Dump the Metaphysics — How About Methodological Regularism?



Thanks for posting this, @Patrick
Your thoughts, as a fair-minded “referee?”

I tend to like Sean Carroll’s view expressed in his recent book The Big Picture: On the Origins of Life, Meaning, and the Universe Itself :

Science should be interested in determining the truth, whatever that truth may be – natural, supernatural, or otherwise. The stance known as methodological naturalism, while deployed with the best of intentions by supporters of science, amounts to assuming part of the answer ahead of time. If finding truth is our goal, that is just about the biggest mistake we can make.


The pseudo-scientific doctrine of methodological naturalism …

Eight words in and it’s already wrong. If you need to redefine science to for your pet theory to work, then it’s not science. Much of what we now consider to be scientific fact was once believed to be supernatural. We don’t assume that the seemingly supernatural doesn’t not exist, but we do require material evidence for consideration.


So am I too drunk on Tequila, or are you willing to sound just the tiniest bit like those who think differently than others are not complete IDiots, just that they don’t belong in polite conversation in public education discussions? Or, some other alternative?

Did you bring enough for everyone??? :smile:


Still trying like mad to make myself believe I’m just the result of cosmic accidents… So, no; there’s definitely not enough, but I’m willing to share what I have! Cheers!

1 Like

There’s not enough tequila in Mexico to get past that one :slight_smile:


Exactly, MN is standard scientific practice, and he strawman it badly. I’ve made this case a many many times though. Poor guy probably just needs to read this (and links therein):

1 Like

Hi Dan,
What would you qualify as “material” evidence for the supernatural. How do you qualify “material”.

Do you mean measurable? and repeatable?

Haven’t read the quote in context, but it seems here that Carroll is giving vibes of scientism. I have certainly read him arguing that “God as a hypothesis” doesn’t explain anything better than science, so maybe he is New Atheist-lite. I do think it is unfair that an atheist can hint at scientism and still be respected, but if a theistic scientist hints that science can detect God in some way, the response will be quite negative. (Not that I, as a theist, believe that science can actually detect God.)

1 Like

I am not sure science has been philosophically or theologically neutral at any point in history.
In Newton’s times , theism was in the vogue and it left its impact on science…
Later on with Darwin and co, there a shift to materialism.
I think science tends to reflect the philosophy of whichever group holds cultural power at a particular point of time… i.e it was theistic when culture was dominated by theism and it became materialistic as culture changed.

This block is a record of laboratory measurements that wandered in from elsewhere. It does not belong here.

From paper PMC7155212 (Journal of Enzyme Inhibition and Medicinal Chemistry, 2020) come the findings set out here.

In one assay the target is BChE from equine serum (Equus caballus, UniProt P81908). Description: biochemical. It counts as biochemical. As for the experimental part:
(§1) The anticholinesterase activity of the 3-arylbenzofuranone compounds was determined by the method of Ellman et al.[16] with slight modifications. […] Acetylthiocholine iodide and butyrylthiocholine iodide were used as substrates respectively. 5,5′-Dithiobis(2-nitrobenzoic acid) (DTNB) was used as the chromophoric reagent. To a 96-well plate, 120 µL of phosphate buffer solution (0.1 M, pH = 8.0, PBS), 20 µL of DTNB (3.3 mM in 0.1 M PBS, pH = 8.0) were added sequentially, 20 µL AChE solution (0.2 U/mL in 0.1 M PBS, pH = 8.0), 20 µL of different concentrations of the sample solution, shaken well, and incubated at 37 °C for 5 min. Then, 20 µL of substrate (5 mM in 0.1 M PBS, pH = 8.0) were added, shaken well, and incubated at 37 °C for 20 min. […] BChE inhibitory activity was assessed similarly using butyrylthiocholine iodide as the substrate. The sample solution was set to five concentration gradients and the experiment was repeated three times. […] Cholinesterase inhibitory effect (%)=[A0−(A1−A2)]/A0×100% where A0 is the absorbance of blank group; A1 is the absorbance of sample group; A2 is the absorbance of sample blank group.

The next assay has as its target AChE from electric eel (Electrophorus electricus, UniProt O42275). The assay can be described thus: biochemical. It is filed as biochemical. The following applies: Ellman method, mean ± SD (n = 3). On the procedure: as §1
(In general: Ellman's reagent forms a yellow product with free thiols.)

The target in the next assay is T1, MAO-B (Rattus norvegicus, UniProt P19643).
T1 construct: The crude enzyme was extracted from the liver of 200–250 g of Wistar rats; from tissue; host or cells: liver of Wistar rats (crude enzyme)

In post modern times, Science might be come relative in its nature avoiding ultimate Truth claims.

I don’t see any point in history where science was philosophically or theologically neutral. Perhaps @Eddie can give his inputs.


How so? He seems to be saying that God shouldn’t necessarily be excluded from the equation. Whatever that is, how is it scientism?

I have certainly read him arguing that “God as a hypothesis” doesn’t explain anything better than science, so maybe he is New Atheist-lite.

Well, if you thought it did, you probably wouldn’t be an atheist of any stripe.

If you think that God could be part of the “equation” (as in scientifically), then that is a violation of MN, which Carroll argues is wrong anyway. If God could be proven by science, then he could also be disproved. Caroll also exhibits scientism in his statement that science should be interested in determining any truth. Maybe I’m reading too much into this. But this seems to imply that science can investigate any sort of claim, including those normally in the domain of other subjects like philosophy, theology, or history. This does not appreciate the limits of science as a tool. Of course, I’m not arguing that the truths discovered empirical science can assist and illuminate philosophical thought, for example. But the questions of philosophy are different from science.

My issue is not with him being an atheist; it’s that he seems to mostly regard God as a possible scientific explanation like any other. When God doesn’t satisfy scientific criteria, then that undermines his existence or necessity. But scientific theists like me don’t even begin to think of God as a scientific hypothesis, any more than we treat our friends and family as scientific hypotheses.

Let me not overstate my criticism of Carroll, though. Even though he has associated with some strident atheists, he is more philosophically informed than most scientists and I have read several articles of his which are very insightful and fair, even if ultimately they argue against the rationality of belief in God.


Is that last sentence necessarily true? It seems that there are a lot of things that we could prove simply by observing them, but which we could not conclusively rule out as a possibility. Anyway, I think of scientism as the idea that only science can give insight into truth. I disagree with that notion, but I don’t think there is anything that science should necessarily be excluded from. That’s not to say it can necessarily be applied to anything and everything either. It’s one of a variety of tools at our disposal which can be used as is fitting. He seems only to be saying to me that science should not absolutely exclude any possibilities during its explorations, which I would agree with. The way I see it God is not assumed under MN because there has never been any empirical reason to do so. To take for granted that that will always be the case seems unwise to me, not that I expect that the current situation will ever change.